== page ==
Nov. 17—Question : I just heard about the Mr. Cooper hack because our mortgage isn't with them anymore. But it was until 2022, when we refinanced.
Question : I just heard about the Mr. Cooper hack because our mortgage isn't with them anymore. But it was until 2022, when we refinanced. Is it only current customers whose data was breached, or past customers, too ?
Answer : That wasn't clear from the company's public statements, which said that "certain customer data was exposed " and that it continues to investigate "precisely what " information was compromised. Any affected customer will be notified by mail "in the coming weeks " and offered free credit monitoring, it said.
In the meantime it would be wise for all Mr. Cooper customers, past and present, to check their financial accounts and credit reports for unauthorized activity ; consider freezing their credit ; be alert for scam calls, emails and texts ; and update passwords and activate multifactor authentication for online accounts. Go to annual creditreport.com to request free credit reports from the three major credit-reporting agencies and for instructions on freezing credit.
Mr. Cooper did not respond to our email Wednesday asking whether past customers also could be affected. The state Department of Commerce and Consumer Affairs did not know "if both past and current data were comprised, " a spokesperson said. The DCCA said in a news release Wednesday that state regulators are monitoring the situation "to ensure confidence in the industry and that all affected consumers are protected."
Nationstar Mortgage LLC, doing business as Mr. Cooper, services mortgage loans for about 4.3 million current customers, including 14, 000 in Hawaii, the DCCA said.
The cyberattack on Oct. 31 forced Mr. Cooper to lock down key systems, making it impossible for customers to make online payments or access accounts. The company resumed normal operations Nov. 4 and has processed all payments received since Oct. 31, the DCCA said.
Affected customers won't incur late fees, penalties or negative credit reporting if their November payment is received by the end of the month, the company said.
For updates, go to.
Q : The city is building a public pool in Kahuku. When will it open ?
A : There's no projected opening date yet. "That will be determined once the planning phase is complete, " Scott Humber, spokesperson for Honolulu Mayor Rick Blangiardi, said Monday in an email.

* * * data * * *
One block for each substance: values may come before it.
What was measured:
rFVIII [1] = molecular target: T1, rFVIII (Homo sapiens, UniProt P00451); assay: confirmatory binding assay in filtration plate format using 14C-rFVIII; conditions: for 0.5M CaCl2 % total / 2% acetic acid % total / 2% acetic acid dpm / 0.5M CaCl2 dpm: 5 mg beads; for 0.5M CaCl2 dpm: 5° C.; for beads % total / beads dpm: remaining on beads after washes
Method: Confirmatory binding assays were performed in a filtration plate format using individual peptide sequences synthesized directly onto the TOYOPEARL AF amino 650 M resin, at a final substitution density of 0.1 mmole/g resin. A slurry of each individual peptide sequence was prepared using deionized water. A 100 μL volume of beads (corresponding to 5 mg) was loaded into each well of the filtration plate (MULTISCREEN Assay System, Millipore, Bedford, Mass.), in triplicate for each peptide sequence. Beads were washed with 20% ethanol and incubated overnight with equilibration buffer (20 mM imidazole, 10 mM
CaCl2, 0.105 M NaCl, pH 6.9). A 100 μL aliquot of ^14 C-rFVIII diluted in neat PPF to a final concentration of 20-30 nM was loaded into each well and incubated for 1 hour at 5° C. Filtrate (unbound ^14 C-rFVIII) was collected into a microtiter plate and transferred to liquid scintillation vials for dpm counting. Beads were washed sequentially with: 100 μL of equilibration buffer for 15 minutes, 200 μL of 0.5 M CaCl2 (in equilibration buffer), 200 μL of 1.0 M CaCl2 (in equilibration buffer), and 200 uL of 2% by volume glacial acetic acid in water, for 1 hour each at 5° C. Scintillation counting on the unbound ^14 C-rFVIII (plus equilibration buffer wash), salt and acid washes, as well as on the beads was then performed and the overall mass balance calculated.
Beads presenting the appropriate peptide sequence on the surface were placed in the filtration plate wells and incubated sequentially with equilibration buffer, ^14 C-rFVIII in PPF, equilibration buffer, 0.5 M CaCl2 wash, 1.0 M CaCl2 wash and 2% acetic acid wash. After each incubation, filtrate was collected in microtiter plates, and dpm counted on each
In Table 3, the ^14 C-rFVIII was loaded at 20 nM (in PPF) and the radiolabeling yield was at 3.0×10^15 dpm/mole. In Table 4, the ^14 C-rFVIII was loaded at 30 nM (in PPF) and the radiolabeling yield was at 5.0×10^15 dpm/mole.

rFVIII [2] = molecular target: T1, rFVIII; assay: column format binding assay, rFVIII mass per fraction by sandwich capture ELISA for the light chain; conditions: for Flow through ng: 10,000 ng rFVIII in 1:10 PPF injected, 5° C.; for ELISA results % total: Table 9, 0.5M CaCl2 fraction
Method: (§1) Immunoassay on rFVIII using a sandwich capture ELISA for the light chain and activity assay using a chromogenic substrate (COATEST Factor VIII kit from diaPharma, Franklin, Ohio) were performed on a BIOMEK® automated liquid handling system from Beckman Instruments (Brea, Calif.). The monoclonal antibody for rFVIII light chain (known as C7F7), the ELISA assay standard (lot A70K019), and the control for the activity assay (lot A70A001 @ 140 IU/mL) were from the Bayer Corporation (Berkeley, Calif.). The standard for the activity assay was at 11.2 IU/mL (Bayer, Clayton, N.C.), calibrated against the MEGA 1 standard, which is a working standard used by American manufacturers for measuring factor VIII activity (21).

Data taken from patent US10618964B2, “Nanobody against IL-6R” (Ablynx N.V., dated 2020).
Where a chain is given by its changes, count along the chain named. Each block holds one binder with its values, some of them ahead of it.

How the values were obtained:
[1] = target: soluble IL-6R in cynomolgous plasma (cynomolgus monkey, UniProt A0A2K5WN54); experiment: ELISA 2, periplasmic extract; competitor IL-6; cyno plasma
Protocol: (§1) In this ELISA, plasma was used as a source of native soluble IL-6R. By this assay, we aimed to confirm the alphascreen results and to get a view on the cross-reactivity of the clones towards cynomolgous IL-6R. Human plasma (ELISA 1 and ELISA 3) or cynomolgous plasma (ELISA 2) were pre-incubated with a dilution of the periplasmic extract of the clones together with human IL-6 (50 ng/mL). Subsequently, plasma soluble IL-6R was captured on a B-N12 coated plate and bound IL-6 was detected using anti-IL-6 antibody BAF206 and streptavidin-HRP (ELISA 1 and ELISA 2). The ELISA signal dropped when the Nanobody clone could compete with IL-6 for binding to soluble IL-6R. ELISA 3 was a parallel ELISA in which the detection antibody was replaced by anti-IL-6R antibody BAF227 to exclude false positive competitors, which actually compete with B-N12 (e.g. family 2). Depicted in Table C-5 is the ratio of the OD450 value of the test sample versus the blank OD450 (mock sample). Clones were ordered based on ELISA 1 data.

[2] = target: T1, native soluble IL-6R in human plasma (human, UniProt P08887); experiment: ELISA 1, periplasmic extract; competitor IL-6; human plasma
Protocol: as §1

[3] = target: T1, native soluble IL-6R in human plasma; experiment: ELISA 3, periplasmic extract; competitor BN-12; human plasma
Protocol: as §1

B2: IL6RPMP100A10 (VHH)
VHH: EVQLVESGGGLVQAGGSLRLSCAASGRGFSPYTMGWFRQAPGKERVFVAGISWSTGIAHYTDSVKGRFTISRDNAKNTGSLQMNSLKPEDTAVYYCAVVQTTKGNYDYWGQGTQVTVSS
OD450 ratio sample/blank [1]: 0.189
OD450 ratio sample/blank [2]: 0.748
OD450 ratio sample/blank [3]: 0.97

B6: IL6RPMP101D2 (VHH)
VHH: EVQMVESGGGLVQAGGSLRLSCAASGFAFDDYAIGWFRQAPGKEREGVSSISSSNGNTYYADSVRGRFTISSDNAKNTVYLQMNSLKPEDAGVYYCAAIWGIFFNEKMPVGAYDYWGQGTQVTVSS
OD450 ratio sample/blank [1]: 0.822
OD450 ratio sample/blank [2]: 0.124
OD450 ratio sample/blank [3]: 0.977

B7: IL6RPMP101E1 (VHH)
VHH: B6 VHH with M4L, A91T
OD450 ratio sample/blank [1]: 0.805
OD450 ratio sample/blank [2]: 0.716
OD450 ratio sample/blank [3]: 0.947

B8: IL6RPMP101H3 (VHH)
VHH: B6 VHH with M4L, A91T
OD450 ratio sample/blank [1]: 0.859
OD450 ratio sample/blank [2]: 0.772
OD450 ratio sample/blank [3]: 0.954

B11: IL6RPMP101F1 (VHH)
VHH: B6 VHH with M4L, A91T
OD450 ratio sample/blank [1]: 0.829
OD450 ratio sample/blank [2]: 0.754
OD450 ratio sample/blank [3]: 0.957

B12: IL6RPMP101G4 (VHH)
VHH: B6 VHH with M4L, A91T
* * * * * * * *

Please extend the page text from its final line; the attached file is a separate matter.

Last week the mayor announced the release of $1.5 million in funding for the planning and development of a swimming pool and recreation center at Kahuku District Park. AES Hawai 'i, an energy company, matched the funding, bringing its commitment to the project to $4 million, a news release said.
The North Shore community has wanted a public pool for decades. The closest city swimming pools are at Kane 'ohe District Park or Waialua District Park, which are about 25 and 17 miles from Kahuku District Park, respectively, the news release said.
The planning and design phase will "encompass detailed architectural plans, engineering, and environmental assessments to ensure a successful and sustainable pool facility, " the news release said. The city will engage the Kahuku community to ensure that "the future swimming pool meets their needs and aspirations."
Q : Does the move-over law apply to tow trucks ?
A : Yes. Hawaii Revised Statutes 291C-27 defines an emergency vehicle as "a police or fire department vehicle, ocean safety vehicle, emergency medical services vehicle, freeway service patrol vehicle, sheriff division vehicle, Hawaii emergency management agency vehicle, county emergency management vehicle, civil defense vehicle, department of transportation harbors division vehicle, department of land and natural resources division of conservation and resources enforcement vehicle, or a tow truck."
This law requires drivers approaching an emergency vehicle that is stopped for official duty, as indicated by its flashing emergency lights, to slow down to a "reasonable and prudent speed, " making a complete stop if necessary, and change "into the adjacent lane if necessary and if it is safe to do so, or if possible, to two lanes over, which leaves one lane between the driver and the emergency vehicle."
Tow trucks approaching a stopped emergency vehicle also would be expected to slow down and change lanes if necessary under the law, although we interpreted your question as asking whether approaching vehicles should treat a tow truck stopped by the side of the road as an emergency vehicle (yes ).------Write to Kokua Line at Honolulu Star-Advertiser, 500 Ala Moana Blvd., Suite 7-500, Honolulu, HI 96813 ; call 808-529-4773 ; or email kokualine @staradvertiser.com.------